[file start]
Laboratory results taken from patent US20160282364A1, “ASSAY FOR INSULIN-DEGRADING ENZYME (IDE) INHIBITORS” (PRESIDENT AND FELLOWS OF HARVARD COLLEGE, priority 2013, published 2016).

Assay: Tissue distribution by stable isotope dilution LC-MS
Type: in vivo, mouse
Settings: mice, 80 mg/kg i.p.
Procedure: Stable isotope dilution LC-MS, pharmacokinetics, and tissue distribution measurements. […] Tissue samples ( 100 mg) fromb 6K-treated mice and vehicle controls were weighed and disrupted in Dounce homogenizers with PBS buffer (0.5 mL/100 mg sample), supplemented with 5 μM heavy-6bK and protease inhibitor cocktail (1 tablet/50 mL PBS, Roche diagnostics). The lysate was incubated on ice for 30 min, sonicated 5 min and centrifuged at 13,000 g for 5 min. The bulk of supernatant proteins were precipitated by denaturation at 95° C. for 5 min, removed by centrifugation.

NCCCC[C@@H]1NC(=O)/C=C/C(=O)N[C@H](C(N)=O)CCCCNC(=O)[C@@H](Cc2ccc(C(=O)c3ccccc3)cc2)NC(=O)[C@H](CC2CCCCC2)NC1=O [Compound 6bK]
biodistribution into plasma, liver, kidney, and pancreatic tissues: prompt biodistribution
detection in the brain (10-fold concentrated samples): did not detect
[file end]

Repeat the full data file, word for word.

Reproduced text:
Laboratory results taken from patent US20160282364A1, “ASSAY FOR INSULIN-DEGRADING ENZYME (IDE) INHIBITORS” (PRESIDENT AND FELLOWS OF HARVARD COLLEGE, priority 2013, published 2016).

Assay: Tissue distribution by stable isotope dilution LC-MS
Type: in vivo, mouse
Settings: mice, 80 mg/kg i.p.
Procedure: Stable isotope dilution LC-MS, pharmacokinetics, and tissue distribution measurements. […] Tissue samples ( 100 mg) fromb 6K-treated mice and vehicle controls were weighed and disrupted in Dounce homogenizers with PBS buffer (0.5 mL/100 mg sample), supplemented with 5 μM heavy-6bK and protease inhibitor cocktail (1 tablet/50 mL PBS, Roche diagnostics). The lysate was incubated on ice for 30 min, sonicated 5 min and centrifuged at 13,000 g for 5 min. The bulk of supernatant proteins were precipitated by denaturation at 95° C. for 5 min, removed by centrifugation.

NCCCC[C@@H]1NC(=O)/C=C/C(=O)N[C@H](C(N)=O)CCCCNC(=O)[C@@H](Cc2ccc(C(=O)c3ccccc3)cc2)NC(=O)[C@H](CC2CCCCC2)NC1=O [Compound 6bK]
biodistribution into plasma, liver, kidney, and pancreatic tissues: prompt biodistribution
detection in the brain (10-fold concentrated samples): did not detect